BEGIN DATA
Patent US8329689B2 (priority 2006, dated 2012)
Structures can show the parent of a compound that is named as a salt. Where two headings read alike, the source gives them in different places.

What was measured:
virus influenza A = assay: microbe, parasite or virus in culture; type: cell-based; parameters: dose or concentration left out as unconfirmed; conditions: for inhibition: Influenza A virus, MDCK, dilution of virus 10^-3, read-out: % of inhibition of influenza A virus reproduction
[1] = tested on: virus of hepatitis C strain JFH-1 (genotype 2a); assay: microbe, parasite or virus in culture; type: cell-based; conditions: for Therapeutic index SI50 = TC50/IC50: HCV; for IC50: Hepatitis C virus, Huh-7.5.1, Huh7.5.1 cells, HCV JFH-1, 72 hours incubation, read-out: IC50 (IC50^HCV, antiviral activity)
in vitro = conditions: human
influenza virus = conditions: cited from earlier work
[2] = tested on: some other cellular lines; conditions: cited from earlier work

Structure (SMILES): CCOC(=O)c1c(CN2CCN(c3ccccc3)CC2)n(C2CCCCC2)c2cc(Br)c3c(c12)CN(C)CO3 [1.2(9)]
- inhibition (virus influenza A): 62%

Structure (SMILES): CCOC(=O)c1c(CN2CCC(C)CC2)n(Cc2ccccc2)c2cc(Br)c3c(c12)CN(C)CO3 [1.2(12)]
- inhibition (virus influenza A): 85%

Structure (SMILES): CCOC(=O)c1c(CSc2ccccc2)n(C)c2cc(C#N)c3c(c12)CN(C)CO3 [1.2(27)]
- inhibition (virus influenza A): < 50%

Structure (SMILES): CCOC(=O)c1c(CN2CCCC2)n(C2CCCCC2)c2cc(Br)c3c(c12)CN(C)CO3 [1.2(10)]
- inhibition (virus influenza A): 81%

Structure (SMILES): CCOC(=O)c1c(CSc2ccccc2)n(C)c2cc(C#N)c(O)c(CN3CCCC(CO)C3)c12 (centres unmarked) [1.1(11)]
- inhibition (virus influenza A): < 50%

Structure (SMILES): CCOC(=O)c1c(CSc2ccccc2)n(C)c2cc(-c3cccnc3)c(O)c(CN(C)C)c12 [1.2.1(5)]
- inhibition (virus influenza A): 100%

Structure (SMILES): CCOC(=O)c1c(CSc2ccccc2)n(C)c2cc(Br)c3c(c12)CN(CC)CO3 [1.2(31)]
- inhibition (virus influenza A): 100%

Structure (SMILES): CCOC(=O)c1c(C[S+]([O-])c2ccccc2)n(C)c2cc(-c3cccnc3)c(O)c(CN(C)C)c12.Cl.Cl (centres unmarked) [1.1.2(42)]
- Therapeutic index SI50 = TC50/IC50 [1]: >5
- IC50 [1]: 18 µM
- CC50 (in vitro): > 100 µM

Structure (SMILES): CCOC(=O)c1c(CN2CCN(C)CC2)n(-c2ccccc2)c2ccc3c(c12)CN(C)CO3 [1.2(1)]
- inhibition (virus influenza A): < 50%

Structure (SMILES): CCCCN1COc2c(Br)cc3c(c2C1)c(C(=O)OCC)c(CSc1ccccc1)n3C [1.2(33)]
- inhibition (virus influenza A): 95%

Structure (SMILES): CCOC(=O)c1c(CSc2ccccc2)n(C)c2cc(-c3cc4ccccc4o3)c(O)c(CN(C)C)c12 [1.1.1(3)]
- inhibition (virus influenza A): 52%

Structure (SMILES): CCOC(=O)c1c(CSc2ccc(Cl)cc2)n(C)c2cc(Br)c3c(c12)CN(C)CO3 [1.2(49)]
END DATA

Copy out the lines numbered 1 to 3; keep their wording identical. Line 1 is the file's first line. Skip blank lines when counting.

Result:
Patent US8329689B2 (priority 2006, dated 2012)
Structures can show the parent of a compound that is named as a salt. Where two headings read alike, the source gives them in different places.

What was measured: